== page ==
However, if I drink I can tell when the alcohol kicks in.

Just based on my personal very limited experience - smoking pot seemed far less detrimental than drinking. Heck, even my anemia-symptoms can be far more invasive than the a bit of tuke. (Yes, I shouldn't drive when low on B12 and Iron - talk about feeling drunk and being high).

In my view "impaired is impaired" I don't really give a rat's posterior what the root cause is other than if was caused recreationally or not.

In the US,... we are supposed to be free to do whatever we want right up to the point where our actions infringe upon the rights of another.

I believe that the case is easily made that recreational drug use has a significant affect not only on the user but also on those in the immediate area of the user.

That (to me) makes the user liable for any charges that can be made and defended.

Beyond that,... I don't have much more of an opinion on any of it.
 

digsbe

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It seems declaring that weed has negligible effects on driving is purely wishful thinking.
 

Caine

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I’m not making the point that weed is awesome and ingestion should be mandatory (that’s Caine :mrgreen:). I’m building a case stating that weed is demonstrably less pernicious than alcohol. My assertion is that the level of impairment is on par with mundane fatigue and ubiquitous medications that have drowsiness as a side effect. (both of which, like weed, can be overcome through vigilance).

I’ll accept external validity criticisms saying that stoners outside of lab conditions are less likely to maintain their vigilance, but you’ve all got to concede the fact that smoking weed does not always cause noticeably impaired driving.

CaptainCourtesy is correct. These lab settings aren't very helpful for determining what would happen in reality.
 

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Well maybe it will become interesting when MJ users start causing traffic accidents. They usually cause less accidents because they tend to consume less alcohol.
 

RightinNYC

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My problem with smoking and driving isn't that it's necessarily any worse than drinking and driving, it's that it's very difficult to measure and quantify. One of the biggest deterrents to drunk driving is that the police have a tool that lets them accurately and immediately measure how drunk the driver is and assign punishments accordingly. How on earth would that work for weed?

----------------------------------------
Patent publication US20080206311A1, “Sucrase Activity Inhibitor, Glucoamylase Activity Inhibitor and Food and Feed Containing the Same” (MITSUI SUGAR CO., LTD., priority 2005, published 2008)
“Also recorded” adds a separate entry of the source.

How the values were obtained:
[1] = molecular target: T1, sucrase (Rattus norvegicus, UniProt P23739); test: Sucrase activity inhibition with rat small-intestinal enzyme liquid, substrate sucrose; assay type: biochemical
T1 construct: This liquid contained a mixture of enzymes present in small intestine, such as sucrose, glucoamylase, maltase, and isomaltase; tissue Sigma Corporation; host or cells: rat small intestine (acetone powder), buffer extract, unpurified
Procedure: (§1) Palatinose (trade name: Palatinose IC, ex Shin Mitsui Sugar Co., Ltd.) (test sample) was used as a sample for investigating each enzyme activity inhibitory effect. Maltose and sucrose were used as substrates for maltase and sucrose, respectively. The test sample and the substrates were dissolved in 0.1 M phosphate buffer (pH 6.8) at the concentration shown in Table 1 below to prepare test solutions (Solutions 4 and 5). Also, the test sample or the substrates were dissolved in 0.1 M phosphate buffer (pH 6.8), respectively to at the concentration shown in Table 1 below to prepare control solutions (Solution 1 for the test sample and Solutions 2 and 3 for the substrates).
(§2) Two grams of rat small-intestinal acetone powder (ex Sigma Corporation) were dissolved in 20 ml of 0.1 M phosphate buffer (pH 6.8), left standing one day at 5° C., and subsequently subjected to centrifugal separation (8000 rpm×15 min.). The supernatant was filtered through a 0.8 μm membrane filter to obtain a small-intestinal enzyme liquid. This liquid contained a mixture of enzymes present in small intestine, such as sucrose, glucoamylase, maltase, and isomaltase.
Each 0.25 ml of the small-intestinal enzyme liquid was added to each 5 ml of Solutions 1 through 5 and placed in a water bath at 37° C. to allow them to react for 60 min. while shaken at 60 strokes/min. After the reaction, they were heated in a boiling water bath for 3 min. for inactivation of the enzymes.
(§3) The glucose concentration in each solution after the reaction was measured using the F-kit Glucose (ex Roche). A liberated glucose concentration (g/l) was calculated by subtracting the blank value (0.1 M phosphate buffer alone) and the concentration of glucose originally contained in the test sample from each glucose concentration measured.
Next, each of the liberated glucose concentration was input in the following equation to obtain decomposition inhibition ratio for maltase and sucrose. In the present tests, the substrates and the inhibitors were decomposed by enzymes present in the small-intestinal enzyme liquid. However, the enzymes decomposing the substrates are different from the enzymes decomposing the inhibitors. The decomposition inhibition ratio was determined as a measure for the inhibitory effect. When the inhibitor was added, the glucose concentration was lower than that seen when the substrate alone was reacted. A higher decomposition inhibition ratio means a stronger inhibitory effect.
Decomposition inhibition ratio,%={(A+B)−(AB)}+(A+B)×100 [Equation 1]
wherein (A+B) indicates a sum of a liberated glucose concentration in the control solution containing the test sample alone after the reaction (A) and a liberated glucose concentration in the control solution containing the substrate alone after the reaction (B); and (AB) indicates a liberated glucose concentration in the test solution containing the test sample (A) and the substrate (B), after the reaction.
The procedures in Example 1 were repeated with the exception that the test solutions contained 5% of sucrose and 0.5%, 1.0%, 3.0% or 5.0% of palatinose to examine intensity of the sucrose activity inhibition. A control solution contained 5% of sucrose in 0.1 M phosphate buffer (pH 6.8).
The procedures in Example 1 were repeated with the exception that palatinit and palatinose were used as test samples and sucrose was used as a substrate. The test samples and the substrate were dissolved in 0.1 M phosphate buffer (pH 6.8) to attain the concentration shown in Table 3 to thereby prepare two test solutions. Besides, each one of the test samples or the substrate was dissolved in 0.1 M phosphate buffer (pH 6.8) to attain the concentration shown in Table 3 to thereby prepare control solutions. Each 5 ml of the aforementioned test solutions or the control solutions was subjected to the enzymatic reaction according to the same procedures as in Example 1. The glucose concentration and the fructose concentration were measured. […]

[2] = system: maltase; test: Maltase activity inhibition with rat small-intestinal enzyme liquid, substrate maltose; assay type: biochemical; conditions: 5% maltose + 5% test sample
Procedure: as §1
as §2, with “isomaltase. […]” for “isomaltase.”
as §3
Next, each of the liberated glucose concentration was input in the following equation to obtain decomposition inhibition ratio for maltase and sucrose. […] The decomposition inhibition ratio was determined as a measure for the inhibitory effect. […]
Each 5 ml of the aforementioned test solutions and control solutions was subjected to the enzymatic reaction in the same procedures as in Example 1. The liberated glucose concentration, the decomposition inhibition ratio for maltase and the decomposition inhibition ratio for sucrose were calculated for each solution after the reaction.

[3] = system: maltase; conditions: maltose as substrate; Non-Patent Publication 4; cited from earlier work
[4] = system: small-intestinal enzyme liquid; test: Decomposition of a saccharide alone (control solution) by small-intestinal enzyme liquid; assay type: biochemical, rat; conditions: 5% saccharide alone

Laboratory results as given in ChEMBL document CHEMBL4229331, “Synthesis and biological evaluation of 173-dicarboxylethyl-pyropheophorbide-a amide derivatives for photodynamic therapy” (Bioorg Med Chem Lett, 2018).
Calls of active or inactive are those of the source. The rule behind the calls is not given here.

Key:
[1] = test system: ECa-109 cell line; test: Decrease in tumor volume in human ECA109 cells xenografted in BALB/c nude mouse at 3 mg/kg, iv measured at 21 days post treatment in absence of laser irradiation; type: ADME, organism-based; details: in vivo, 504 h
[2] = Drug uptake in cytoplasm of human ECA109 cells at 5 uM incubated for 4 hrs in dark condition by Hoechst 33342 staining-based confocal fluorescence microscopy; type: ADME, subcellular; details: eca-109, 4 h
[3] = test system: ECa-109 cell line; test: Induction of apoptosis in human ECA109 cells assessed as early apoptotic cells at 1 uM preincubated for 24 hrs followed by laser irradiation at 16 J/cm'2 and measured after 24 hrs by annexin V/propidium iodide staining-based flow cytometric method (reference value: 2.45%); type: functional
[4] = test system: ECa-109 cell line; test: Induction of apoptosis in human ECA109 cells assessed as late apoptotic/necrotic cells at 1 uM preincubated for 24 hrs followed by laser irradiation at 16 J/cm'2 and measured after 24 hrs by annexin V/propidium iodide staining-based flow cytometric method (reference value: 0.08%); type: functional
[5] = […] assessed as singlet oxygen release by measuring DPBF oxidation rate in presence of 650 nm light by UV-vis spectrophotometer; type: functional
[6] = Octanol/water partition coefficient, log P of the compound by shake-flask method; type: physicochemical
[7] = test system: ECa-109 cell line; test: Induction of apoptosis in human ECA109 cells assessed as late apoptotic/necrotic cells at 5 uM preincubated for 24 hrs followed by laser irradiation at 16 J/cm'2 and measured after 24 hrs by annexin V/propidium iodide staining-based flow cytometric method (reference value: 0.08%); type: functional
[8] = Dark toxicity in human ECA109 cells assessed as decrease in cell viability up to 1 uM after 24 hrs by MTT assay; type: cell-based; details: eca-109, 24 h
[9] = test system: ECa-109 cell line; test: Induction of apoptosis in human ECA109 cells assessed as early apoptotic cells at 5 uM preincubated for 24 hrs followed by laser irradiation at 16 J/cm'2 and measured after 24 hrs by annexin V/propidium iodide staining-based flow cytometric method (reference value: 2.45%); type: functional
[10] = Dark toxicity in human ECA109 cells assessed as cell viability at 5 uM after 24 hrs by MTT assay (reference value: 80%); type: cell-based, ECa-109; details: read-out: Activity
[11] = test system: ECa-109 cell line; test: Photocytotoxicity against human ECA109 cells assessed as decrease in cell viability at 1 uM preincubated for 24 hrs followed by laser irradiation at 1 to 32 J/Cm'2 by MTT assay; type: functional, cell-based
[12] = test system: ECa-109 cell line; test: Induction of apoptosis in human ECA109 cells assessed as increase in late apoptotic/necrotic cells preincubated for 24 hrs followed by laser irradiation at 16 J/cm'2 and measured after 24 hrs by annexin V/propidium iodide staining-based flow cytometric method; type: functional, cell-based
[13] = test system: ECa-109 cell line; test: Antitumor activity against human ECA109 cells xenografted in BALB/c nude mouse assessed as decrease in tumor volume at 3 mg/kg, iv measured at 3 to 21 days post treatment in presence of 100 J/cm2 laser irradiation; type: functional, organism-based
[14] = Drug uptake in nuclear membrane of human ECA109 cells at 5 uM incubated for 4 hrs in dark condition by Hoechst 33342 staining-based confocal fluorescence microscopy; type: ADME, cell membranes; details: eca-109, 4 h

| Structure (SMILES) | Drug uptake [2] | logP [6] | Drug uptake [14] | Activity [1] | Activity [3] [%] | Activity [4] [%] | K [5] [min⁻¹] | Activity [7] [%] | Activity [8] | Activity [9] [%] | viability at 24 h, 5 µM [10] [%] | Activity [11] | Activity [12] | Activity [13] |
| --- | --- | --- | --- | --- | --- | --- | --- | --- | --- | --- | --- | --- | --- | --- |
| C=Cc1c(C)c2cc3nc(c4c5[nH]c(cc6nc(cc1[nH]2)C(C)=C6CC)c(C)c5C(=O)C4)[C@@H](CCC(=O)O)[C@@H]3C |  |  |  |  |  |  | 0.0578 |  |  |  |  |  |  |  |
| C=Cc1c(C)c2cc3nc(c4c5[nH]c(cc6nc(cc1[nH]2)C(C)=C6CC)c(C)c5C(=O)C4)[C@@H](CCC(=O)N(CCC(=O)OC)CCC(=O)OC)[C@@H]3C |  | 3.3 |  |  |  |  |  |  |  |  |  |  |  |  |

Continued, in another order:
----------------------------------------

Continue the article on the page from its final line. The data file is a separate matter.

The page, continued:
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scourge99

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Marijuana Smoking Associated With Minimal Changes In Driving Performance, Study Finds

…not that the minimally deleterious effects of marijuana have ever had any bearing on its legality…

2.9% THC? That sounds low. I have no dount that someone smoking highly diluted marijuana is not affected much. Just like someone having 2 beers.

Wiki- cannabis
According to the United Nations Office on Drugs and Crime (UNODC), "the amount of THC present in a cannabis sample is generally used as a measure of cannabis potency."[38] The three main forms of cannabis products are the herb (marijuana), resin (hashish), and oil (hash oil). The UNODC states that marijuana often contains 5% THC content, resin "can contain up to 20% THC content", and that "Cannabis oil may contain more than 60% THC content.".[38]

Plus its taken in using the crudest and most uncontrolled method: smoking.

How large where the cigerettes? How much volume did they inhale? How many puffs? How long did they hold it in?

This study has an EXTENSIVE number of methodological problems.

On a side note: I can personally attest to the dangers and stupidity of driving high. You are impaired, just differently than alcohol. How much is used, your tolernace, metabolism, health, etc obviously makes a difference
 

Awesome!

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You think washing your hands is a good idea? Would you want a surgeon to have his hands dripping lather while he’s opening up your skull?

Wee! Building up and tearing down strawmen is so much fun![/QUOTE]

I don't know. Maybe if a study came out supporting that surgeons with hands dripping lather while they are opening skulls in surgery is not that harmful, I may consider it.
 

First Thought

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Two things I found telling in the linked article:
- " Subjects performed the tests sober and then again 30 minutes after smoking a single marijuana cigarette containing either 2.9 percent THC or zero THC (placebo)." So for those that use marijuana, how many times do you just smoke one?

-"By contrast, studies have also reported that drivers engaged in the simultaneous use of both cannabis and alcohol can increase their risk of accident compared to the consumption of either substance alone." For those that use, do you ever combine with alcohol?